The dual surface

Let $M=(E,s,\rho)$ be a discrete surface. The dual surface for $M$ is then the discrete surface

$M^*=(E, s^{-1}\circ \rho, \rho)$.

Thus $M^*$ has the same set $E$ of oriented edges as $M$. Also the reversal  $\rho$ of edges is the same. The faces of $M^*$ are the cycles of $s^{-1} \circ \rho=\rho \circ(s \circ \rho)^{-1}\circ \rho^{-1}$, which means they are the images under $\rho$ of the vertices of $M$. The vertices of $M^*$ are the cycles of $s^{-1} \circ \rho \circ \rho=s^{-1}$ and therefore are the faces of $M$. To say it briefly: $M^*$ is a surface where the vertices and faces of $M$ have interchanged roles.

To draw $M^*$ one can draw a new (“dual”) vertex in the middle of every face of $M$ and connect dual vertices whenever the corresponding faces of $M$ are adjacent.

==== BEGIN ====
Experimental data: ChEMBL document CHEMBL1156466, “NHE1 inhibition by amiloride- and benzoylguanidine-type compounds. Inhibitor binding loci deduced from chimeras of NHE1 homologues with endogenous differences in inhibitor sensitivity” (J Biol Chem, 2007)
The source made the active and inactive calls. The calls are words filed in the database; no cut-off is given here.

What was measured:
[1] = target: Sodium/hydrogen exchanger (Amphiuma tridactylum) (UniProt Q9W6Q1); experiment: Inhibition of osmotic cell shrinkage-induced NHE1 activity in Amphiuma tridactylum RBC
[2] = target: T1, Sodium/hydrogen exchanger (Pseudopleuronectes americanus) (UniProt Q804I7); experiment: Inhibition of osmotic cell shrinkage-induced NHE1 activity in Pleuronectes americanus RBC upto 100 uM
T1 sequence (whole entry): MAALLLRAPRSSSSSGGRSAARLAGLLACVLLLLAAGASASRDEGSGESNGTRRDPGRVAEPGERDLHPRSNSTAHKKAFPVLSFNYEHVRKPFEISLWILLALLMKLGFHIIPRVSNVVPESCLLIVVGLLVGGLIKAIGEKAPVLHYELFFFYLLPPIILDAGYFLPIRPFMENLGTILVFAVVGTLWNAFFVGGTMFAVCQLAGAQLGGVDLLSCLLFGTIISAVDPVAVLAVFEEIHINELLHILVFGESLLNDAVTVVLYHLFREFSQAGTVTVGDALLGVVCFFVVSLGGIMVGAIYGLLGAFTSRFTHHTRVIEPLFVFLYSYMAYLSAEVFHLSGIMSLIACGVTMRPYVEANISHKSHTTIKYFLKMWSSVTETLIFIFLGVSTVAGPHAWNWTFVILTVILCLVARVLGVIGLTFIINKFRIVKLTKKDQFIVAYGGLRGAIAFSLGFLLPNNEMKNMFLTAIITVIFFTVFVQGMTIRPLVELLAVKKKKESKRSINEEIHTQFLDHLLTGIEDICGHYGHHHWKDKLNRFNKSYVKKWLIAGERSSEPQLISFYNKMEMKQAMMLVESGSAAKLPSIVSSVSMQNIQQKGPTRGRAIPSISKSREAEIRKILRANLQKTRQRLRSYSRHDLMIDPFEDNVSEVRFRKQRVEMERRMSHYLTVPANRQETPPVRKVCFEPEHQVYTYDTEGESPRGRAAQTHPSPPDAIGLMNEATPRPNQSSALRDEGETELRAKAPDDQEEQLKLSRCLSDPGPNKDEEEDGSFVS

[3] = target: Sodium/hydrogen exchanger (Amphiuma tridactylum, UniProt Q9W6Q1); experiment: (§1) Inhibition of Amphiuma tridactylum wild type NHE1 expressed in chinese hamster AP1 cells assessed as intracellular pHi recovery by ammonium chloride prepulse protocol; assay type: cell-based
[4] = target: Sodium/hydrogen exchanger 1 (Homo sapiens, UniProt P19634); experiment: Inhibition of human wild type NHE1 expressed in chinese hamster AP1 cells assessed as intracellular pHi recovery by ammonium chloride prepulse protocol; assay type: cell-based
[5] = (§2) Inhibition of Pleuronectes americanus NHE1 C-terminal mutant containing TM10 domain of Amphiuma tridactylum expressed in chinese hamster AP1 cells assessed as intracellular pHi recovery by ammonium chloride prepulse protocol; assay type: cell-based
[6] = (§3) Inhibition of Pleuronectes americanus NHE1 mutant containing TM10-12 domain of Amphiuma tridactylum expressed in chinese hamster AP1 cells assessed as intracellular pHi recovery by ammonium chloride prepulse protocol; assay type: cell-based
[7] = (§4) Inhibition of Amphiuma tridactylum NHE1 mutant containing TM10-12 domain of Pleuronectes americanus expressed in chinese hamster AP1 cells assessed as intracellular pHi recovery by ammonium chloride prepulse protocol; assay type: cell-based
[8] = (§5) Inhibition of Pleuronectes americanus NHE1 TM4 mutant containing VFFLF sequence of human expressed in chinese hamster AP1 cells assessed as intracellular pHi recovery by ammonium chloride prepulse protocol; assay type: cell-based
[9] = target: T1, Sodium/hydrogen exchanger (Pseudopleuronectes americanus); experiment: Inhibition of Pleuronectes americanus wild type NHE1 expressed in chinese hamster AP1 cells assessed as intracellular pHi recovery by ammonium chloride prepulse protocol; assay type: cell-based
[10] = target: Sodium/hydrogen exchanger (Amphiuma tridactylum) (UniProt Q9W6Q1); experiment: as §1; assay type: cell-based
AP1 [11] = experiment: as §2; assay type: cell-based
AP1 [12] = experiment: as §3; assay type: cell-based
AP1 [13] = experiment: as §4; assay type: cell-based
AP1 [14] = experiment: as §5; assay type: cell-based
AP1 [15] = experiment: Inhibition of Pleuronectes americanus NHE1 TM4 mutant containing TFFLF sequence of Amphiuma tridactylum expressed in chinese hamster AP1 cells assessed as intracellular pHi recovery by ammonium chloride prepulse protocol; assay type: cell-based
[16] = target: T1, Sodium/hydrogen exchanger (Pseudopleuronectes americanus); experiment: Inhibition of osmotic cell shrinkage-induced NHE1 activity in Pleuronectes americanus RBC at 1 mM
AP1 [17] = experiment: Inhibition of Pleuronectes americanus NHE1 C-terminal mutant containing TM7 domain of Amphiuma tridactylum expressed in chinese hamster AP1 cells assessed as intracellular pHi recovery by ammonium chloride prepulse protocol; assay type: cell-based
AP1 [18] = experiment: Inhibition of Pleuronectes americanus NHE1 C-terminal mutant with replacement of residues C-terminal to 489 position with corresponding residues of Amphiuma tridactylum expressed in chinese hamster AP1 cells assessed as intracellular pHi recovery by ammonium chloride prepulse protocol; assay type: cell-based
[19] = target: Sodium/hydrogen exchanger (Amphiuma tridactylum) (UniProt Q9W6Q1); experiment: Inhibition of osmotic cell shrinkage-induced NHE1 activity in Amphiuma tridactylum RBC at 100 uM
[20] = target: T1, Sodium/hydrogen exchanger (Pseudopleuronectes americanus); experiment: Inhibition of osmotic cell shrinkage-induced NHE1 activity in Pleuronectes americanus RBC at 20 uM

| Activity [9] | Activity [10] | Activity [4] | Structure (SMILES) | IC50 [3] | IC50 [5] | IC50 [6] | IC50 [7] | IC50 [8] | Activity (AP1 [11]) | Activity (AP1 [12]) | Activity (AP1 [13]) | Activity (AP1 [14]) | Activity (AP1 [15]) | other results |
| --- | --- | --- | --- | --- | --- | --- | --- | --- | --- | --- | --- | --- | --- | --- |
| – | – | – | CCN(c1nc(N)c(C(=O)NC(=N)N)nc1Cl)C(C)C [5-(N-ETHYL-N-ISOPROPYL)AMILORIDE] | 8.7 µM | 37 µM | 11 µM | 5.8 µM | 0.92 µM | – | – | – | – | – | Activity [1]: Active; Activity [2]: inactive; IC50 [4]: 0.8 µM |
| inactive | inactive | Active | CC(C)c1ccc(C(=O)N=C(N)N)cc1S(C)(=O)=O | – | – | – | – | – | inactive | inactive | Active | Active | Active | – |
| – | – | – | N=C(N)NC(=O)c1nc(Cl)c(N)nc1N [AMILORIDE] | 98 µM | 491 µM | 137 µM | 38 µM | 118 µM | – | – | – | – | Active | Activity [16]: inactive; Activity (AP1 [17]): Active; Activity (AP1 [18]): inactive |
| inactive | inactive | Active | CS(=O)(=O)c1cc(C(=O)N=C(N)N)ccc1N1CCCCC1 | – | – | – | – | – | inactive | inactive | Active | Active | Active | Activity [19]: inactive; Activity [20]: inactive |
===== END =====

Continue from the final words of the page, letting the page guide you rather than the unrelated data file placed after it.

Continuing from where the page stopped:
For every oriented edge $e$ we can draw an arrow from the center of face $\textrm{left}(e)$ to the center of face $\textrm{right}(e)$. So we rotate the arrow  representing an oriented edge of $M$ in a clockwise fashion to draw the corresponding edge of $M^*$. We think of this as just another graphical representation for the same oriented edge $e$.

A number written on an oriented edge can mean two different things: First, it could describe the value of a 1-form  $\omega$ on $e$. For example, in case $\omega=df$ the number signals the difference of function values of $f$ at the end points. Second, it could describe the value of a dual 1-form  $\eta$ on $e$. For example, it could stand for the difference of the values of a dual o-form on the two sides of $e$. It is clear that such a dual 0-form can also be seen as a 0-form on the dual surface $M^*$, justifying our notation $\Omega_0(M^*)$. The same holds for $\Omega_1(M^*)$.

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